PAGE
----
I had a really good conversation with a good friend of mine this morning about one of my recent blog posts. He offered some really rich perspective and insight on “Managing Millennial Expectations”. One of the outcomes of that conversation for me was a reminder of the importance and the power of effective leadership.
The conversation led us to a shared perspective of the amount of concern for others that it requires to be an effective manager of expectations. As an example, healthier and less disappointing experiences take place when we do not project our own self-serving expectations onto others based on what we want them to do. The expectations we ought to have of others should be based on what they should be doing to make themselves better. This is essentially one of the primary attributes of leadership. When your expectations of someone is based on what you know and/or believe will make them a better, that is more about helping them help themselves and their overall contribution to the greater team. That’s a sign of true leadership.
When we look at expectations through a leadership lens, we see it a little differently. This is particularly true with the different generational mindsets. Expectations from a leadership perspective from a Gen X or Boomer perspective is typically seen as “I expect you to do whatever I say and do whatever it takes to make my life easier because I’m the boss and I’ve earned it”.
This way of thinking is based on leadership strictly being a position or title. If you were to ask a group of Gen X’ers and/or Boomers if they were leaders, the answer would more than likely be yes, but that answer would probably be based upon the title or position that they hold. If you were to ask that same question to a group of millennials, the answer would more than likely be yes, but because of their mindset and definition of leadership.
Millennials don’t believe you need a title to be a leader. They believe that leadership is about influencing, impacting and inspiring change. Change for the better of course.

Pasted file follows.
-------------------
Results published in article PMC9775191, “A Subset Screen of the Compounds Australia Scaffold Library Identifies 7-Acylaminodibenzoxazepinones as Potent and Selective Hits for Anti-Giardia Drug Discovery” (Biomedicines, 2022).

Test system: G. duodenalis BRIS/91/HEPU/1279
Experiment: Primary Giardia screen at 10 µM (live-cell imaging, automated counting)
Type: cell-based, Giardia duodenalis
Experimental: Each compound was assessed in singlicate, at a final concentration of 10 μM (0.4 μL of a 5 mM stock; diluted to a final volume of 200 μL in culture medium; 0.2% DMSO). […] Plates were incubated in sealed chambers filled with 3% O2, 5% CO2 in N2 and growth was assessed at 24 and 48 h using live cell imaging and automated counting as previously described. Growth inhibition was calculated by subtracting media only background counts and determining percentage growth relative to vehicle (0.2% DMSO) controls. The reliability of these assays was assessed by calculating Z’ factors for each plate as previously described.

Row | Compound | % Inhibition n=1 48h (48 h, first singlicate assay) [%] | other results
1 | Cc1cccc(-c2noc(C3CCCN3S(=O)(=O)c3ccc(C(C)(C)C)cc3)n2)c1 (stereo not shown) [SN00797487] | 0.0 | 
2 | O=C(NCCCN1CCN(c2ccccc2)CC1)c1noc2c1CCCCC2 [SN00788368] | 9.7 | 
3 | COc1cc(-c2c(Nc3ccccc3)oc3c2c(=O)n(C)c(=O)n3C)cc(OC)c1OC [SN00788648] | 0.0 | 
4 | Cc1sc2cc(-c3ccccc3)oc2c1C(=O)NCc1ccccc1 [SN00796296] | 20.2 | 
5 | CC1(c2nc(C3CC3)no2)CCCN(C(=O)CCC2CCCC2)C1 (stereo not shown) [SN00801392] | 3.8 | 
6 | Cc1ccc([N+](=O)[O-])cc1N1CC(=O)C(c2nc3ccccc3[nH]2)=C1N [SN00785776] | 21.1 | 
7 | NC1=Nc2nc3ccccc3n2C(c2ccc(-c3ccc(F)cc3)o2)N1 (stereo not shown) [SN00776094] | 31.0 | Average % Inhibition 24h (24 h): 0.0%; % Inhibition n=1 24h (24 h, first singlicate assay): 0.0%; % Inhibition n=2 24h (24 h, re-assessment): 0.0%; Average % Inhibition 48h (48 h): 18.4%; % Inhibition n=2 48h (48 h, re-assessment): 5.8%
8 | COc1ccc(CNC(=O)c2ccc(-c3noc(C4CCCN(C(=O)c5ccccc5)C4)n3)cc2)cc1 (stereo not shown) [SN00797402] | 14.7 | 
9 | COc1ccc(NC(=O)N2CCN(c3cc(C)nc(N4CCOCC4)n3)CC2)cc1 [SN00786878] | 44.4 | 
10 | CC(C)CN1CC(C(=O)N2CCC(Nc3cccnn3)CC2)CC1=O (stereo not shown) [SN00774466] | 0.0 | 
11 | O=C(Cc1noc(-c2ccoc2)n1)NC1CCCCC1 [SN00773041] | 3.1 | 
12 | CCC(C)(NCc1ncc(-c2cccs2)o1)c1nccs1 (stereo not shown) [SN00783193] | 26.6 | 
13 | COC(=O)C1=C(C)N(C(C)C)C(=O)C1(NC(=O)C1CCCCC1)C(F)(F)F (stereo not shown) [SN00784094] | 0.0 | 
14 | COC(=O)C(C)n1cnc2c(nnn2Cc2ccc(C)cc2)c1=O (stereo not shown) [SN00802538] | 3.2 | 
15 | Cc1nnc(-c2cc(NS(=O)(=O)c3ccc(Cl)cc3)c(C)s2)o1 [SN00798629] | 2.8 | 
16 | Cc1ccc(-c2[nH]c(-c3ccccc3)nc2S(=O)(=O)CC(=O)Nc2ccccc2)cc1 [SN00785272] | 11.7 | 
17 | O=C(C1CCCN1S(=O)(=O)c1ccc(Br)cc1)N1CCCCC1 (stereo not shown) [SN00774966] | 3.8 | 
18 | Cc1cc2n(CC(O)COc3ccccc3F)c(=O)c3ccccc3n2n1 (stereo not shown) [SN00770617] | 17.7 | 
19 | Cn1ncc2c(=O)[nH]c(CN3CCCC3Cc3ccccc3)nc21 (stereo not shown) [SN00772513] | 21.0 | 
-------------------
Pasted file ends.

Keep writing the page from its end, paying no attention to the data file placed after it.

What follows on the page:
Millennials will not (and should not) wait to receive a title to impact change where they see change is needed. Millennials also want to know and like the people they work and associate with. This is interesting as it relates to effective leadership, because we have always heard that “you don’t have to like someone to work with them”. Although this is true, it sure does help if you like the people you work with. This also matters because as a leader your role is to be a teacher and mentor that is more transformational than transactional. If you simply aspire to be someone’s boss, then maybe transactional will do. Leaders however, understand their responsibility and have an expectation of themselves to transform lives for the better. This ultimately benefits the group, team or organization as well.
For any of my millennial crew that understands that you don’t need a title to be a leader, I salute you. For those that are waiting for a title as permission to activate the leader inside of you, stop waiting and start today. You don’t have to be the VP or CEO to be a leader. There are people’s lives that you have already influenced for the better that you aren’t even aware of. Now just start leading on purpose.